Date of this Version
Objective To investigate the role of toddlers? self-regulation skills and temperament in predicting weight outcomes in preadolescence. Method Participants for this study included 195 children (114 girls) obtained from three different cohorts participating in a larger ongoing longitudinal study. At 2 years of age, participants participated in several laboratory tasks designed to assess their self-regulation abilities, including emotion regulation, sustained attention, and delay of gratification, while parents filled out a temperament questionnaire to assess toddlers? pleasure expression. Height and weight measures were collected when children were 4, 5, 7, and 10 years of age. Children also filled out a body image and eating questionnaire at the 10 year visit. Results Self-regulation skills in toddlers were associated with both BMI development, pediatric obesity, and body image/eating concerns. The temperament dimension of pleasure was also associated with BMI development and pediatric obesity but not body image/eating concerns. Conclusion Self-regulation difficulties across domains as well as temperament based pleasure in toddlers represented significant individual risk factors for the development of pediatric obesity eight years later. Early self-regulation difficulties also contributed to body image and eating concerns that typically accompanied overweight children. The mechanisms by which early self-regulation skills and temperament based pleasure may contribute to the development of pediatric obesity and associated weight concerns are discussed.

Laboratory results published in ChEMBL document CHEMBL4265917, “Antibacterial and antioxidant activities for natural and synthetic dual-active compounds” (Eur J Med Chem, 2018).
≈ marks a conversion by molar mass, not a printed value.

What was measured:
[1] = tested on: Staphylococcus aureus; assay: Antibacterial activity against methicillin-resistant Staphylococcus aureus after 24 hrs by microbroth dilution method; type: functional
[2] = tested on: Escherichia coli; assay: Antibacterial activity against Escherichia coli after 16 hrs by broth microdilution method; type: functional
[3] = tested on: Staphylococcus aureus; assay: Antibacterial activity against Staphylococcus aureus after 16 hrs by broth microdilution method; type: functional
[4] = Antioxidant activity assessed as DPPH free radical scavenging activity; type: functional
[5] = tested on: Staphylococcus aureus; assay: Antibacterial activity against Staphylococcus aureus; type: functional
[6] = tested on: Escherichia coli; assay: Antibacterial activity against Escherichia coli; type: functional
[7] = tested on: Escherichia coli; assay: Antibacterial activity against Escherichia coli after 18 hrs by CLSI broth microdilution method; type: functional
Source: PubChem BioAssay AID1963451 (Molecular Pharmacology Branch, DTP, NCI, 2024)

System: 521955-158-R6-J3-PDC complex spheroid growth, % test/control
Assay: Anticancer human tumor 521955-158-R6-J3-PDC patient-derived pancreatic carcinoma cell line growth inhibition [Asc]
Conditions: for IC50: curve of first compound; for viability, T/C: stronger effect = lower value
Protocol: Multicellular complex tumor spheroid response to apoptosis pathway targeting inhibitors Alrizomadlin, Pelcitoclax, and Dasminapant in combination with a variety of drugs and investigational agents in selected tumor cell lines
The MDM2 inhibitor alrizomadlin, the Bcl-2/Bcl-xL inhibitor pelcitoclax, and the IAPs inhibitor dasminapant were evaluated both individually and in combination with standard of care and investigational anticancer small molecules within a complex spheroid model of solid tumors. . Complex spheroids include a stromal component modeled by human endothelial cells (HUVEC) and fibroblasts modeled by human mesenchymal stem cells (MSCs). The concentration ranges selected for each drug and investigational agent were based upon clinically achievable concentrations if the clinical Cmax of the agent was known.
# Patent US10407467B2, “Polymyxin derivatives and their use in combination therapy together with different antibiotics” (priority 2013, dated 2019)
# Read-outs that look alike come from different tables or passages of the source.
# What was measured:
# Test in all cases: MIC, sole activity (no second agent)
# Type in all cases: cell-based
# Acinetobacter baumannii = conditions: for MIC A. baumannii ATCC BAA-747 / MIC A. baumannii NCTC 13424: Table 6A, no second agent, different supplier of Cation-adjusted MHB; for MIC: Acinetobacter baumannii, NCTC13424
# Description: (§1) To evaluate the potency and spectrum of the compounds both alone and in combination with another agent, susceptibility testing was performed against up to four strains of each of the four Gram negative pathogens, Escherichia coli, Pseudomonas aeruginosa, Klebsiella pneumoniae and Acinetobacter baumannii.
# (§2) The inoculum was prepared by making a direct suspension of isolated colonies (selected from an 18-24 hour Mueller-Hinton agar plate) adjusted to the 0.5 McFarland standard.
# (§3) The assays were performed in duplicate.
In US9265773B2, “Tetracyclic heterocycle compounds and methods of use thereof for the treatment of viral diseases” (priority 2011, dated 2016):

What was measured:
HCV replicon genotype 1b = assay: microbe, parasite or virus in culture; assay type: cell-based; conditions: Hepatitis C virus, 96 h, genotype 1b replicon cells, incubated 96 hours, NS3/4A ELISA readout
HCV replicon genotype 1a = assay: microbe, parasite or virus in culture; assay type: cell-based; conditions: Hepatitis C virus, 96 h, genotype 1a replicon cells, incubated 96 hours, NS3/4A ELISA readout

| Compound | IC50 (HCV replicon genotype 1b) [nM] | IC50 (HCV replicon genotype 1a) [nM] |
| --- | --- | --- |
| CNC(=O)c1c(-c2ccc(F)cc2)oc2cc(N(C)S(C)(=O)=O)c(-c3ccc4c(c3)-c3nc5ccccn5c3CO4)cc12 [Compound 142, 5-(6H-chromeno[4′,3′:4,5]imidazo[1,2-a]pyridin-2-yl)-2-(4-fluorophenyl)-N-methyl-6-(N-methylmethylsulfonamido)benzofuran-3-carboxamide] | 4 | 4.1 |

Originally Published In
International journal of obesity (2005)
Graziano, Paulo A.; Kelleher, Rachael; Calkins, Susan D.; Keane, Susan P.; and O., "Predicting Weight Outcomes in Preadolescence: The Role of Toddlers? Self-regulation Skills and the Temperament Dimension of Pleasure" (2013). All Faculty. 36.